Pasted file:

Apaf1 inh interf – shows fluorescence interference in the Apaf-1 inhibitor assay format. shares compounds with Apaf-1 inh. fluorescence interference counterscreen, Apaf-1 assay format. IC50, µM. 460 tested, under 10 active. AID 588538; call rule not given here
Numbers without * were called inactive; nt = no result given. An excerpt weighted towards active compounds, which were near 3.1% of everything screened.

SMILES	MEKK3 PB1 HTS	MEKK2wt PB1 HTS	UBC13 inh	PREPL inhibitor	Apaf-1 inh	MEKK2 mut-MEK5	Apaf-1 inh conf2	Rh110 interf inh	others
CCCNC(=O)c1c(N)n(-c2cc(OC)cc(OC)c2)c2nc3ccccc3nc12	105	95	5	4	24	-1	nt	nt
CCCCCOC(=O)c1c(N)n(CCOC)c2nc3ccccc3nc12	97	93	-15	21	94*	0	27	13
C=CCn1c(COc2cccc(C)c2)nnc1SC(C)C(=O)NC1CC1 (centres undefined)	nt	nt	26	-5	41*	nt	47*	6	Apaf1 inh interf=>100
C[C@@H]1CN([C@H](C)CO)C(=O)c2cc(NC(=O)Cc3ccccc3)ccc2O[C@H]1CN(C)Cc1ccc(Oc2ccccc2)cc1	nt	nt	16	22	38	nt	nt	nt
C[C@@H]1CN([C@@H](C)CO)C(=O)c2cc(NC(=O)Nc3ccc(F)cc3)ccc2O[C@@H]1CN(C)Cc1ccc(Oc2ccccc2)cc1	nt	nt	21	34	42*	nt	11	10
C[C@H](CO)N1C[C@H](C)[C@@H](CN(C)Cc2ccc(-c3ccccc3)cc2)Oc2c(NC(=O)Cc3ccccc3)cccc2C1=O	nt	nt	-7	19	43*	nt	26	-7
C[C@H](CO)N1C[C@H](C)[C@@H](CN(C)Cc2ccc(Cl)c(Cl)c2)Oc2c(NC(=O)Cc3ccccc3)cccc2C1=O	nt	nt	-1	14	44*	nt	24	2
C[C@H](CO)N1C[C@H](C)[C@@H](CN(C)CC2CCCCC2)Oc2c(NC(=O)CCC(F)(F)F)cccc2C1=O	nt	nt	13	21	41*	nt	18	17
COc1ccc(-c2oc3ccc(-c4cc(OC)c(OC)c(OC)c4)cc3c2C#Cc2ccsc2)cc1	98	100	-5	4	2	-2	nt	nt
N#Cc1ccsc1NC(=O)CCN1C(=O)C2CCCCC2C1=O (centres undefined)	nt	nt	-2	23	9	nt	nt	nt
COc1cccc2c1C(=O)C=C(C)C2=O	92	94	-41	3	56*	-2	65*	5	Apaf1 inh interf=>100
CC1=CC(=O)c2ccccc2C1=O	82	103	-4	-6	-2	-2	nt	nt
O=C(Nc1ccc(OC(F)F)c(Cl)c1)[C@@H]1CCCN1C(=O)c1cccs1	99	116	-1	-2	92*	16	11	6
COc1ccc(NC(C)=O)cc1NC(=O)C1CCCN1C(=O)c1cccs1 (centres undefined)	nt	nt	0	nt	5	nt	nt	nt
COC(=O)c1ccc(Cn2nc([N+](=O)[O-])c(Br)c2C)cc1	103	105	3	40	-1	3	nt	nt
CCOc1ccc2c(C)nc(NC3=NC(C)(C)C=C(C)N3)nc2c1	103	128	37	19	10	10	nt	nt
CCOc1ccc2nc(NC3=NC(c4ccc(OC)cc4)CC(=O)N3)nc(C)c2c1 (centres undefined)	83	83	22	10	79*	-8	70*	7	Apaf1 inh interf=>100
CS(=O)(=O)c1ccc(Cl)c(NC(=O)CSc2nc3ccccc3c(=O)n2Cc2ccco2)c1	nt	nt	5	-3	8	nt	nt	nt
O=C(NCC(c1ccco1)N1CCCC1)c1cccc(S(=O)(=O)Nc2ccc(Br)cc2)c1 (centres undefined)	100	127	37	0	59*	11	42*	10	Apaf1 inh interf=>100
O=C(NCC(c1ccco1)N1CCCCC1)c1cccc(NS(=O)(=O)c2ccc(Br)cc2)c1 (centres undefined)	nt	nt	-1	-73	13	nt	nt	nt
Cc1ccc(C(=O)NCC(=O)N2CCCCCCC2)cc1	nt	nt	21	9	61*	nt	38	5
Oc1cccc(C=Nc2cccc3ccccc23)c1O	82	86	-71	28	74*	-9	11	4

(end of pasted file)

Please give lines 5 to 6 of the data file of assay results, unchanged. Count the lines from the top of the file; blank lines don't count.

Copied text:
CCCCCOC(=O)c1c(N)n(CCOC)c2nc3ccccc3nc12	97	93	-15	21	94*	0	27	13
C=CCn1c(COc2cccc(C)c2)nnc1SC(C)C(=O)NC1CC1 (centres undefined)	nt	nt	26	-5	41*	nt	47*	6	Apaf1 inh interf=>100